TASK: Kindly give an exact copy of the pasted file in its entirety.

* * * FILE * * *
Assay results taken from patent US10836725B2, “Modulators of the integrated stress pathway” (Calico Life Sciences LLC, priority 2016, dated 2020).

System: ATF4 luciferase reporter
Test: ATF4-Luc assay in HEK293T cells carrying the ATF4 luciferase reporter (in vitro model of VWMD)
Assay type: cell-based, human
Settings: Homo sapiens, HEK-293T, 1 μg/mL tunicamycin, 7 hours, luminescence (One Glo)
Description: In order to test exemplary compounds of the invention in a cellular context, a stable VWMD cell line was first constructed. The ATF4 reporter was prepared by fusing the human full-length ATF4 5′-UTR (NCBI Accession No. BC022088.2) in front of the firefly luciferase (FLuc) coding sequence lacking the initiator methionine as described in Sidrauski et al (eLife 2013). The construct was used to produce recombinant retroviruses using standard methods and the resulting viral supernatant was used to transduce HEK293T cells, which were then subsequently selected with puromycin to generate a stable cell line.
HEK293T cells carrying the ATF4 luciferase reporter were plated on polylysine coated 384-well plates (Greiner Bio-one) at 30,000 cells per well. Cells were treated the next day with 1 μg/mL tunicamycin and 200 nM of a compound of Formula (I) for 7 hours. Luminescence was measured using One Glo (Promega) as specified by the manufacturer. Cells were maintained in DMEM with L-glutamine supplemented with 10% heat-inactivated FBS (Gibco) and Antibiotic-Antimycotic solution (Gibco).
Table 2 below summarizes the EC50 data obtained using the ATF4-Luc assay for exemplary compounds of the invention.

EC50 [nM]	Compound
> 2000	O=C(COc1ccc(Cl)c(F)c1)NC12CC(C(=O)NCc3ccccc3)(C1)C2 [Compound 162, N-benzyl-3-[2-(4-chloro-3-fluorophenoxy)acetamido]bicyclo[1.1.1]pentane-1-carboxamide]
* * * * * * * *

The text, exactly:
Assay results taken from patent US10836725B2, “Modulators of the integrated stress pathway” (Calico Life Sciences LLC, priority 2016, dated 2020).

System: ATF4 luciferase reporter
Test: ATF4-Luc assay in HEK293T cells carrying the ATF4 luciferase reporter (in vitro model of VWMD)
Assay type: cell-based, human
Settings: Homo sapiens, HEK-293T, 1 μg/mL tunicamycin, 7 hours, luminescence (One Glo)
Description: In order to test exemplary compounds of the invention in a cellular context, a stable VWMD cell line was first constructed. The ATF4 reporter was prepared by fusing the human full-length ATF4 5′-UTR (NCBI Accession No. BC022088.2) in front of the firefly luciferase (FLuc) coding sequence lacking the initiator methionine as described in Sidrauski et al (eLife 2013). The construct was used to produce recombinant retroviruses using standard methods and the resulting viral supernatant was used to transduce HEK293T cells, which were then subsequently selected with puromycin to generate a stable cell line.
HEK293T cells carrying the ATF4 luciferase reporter were plated on polylysine coated 384-well plates (Greiner Bio-one) at 30,000 cells per well. Cells were treated the next day with 1 μg/mL tunicamycin and 200 nM of a compound of Formula (I) for 7 hours. Luminescence was measured using One Glo (Promega) as specified by the manufacturer. Cells were maintained in DMEM with L-glutamine supplemented with 10% heat-inactivated FBS (Gibco) and Antibiotic-Antimycotic solution (Gibco).
Table 2 below summarizes the EC50 data obtained using the ATF4-Luc assay for exemplary compounds of the invention.

EC50 [nM]	Compound
> 2000	O=C(COc1ccc(Cl)c(F)c1)NC12CC(C(=O)NCc3ccccc3)(C1)C2 [Compound 162, N-benzyl-3-[2-(4-chloro-3-fluorophenoxy)acetamido]bicyclo[1.1.1]pentane-1-carboxamide]